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Health Workers Must Treat with Medicine, Not Politics

by Jason Lee on August 8, 2014

USAID

The use of health programs by the United States Agency for International Development (USAID) to recruit political activists in Cuba is reprehensible and unacceptable. Using health care as a cover for political activities goes against the internationally accepted principle of medical neutrality and is harmful to the wider practice of providing medical aid in countries around the world.

An investigation by the Associated Press has revealed that USAID has sent nearly a dozen young people from Latin America to Cuba over the last two years to support democratic reform by recruiting political activists who are against the Castro government. These individuals used an HIV-prevention workshop as a ploy to find political activists within groups of patients. USAID documents referred to the HIV-prevention workshop as a “perfect excuse” to conduct political activities.

Health workers are protected under the international principle of medical neutrality, which specifically outlines that governments must not interfere with the duties of medical professionals, especially in times of national and international armed conflict and civil unrest. Political goals should never enter the trusted relationship between a doctor and a patient, and health facilities should never be used for covert political operations.

The concept of espionage runs directly against the notions of honesty and trust, which are essential to doctor-patient relationships and form the foundation of successful medical care. When health care workers have ulterior motives, such as political interests, the trust between doctor and patient is compromised and the broader reputation of public health programs is called into question.

Such activities jeopardize the credibility of the United States and put other USAID programs around the world at risk – programs that, when implemented properly, can significantly improve health care and other essential services. The recent operation has the potential to negatively affect the credibility of USAID health programs not only in Cuba, but around the world.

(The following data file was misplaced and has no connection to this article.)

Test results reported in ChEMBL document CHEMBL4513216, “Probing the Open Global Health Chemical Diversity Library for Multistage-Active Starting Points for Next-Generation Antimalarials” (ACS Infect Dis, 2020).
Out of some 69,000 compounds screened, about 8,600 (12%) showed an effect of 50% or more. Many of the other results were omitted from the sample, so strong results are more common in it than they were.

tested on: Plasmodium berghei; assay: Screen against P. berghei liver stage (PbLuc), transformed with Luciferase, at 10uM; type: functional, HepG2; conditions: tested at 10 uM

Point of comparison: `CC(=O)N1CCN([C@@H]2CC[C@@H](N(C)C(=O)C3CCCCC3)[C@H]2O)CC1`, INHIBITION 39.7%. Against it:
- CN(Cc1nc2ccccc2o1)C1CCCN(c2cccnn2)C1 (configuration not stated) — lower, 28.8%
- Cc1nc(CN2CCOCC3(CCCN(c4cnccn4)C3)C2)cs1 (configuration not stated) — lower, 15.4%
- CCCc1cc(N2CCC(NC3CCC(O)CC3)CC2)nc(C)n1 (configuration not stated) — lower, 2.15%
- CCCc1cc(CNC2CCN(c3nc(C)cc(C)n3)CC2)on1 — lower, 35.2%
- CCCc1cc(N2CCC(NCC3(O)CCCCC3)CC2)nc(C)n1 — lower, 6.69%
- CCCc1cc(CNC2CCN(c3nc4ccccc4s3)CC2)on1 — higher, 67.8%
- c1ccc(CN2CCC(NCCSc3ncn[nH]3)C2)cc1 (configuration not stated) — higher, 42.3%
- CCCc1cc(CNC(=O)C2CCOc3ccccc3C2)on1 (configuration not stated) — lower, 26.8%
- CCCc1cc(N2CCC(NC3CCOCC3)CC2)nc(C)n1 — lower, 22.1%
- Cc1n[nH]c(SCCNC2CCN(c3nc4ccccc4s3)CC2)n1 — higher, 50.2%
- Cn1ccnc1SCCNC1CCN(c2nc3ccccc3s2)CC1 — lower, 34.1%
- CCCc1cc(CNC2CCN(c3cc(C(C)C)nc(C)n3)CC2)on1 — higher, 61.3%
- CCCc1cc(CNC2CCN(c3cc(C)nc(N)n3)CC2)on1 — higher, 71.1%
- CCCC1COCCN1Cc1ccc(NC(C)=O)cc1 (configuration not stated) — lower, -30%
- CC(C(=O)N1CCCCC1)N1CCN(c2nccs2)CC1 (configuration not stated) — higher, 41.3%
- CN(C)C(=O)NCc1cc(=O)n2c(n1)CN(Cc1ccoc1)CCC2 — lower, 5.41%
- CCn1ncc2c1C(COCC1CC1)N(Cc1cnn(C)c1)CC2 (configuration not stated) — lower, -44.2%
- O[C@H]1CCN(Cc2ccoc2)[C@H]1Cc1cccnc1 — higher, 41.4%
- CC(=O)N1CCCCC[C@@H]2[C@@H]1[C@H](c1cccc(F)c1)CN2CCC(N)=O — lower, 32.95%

Similar methods have been employed to gather intelligence in the past, including the CIA’s use of a polio vaccination program in Pakistan to assist in locating Osama bin Laden. After the program was revealed in 2011, widespread distrust for health programs and vaccination campaigns in Pakistan followed, leading to the persecution of health workers and the resurgence of polio in the country. After condemnation by public health experts, President Barack Obama also denounced the CIA operation and vowed to never again use vaccination programs to gather intelligence. President Obama should make a similar decision to ban all subversive activities that interfere with important public health interventions, such as the program in Cuba.

Disease outbreaks around the world, from cholera to Ebola, demonstrate that disease management and eradication require global cooperation. When the credibility of these efforts are undermined, the potential risks to the global and local communities can be devastating. Health care efforts and medical facilities must remain refuges for medical care that strengthen, not erode, the trust between the health workers and communities they serve.


Places: United States

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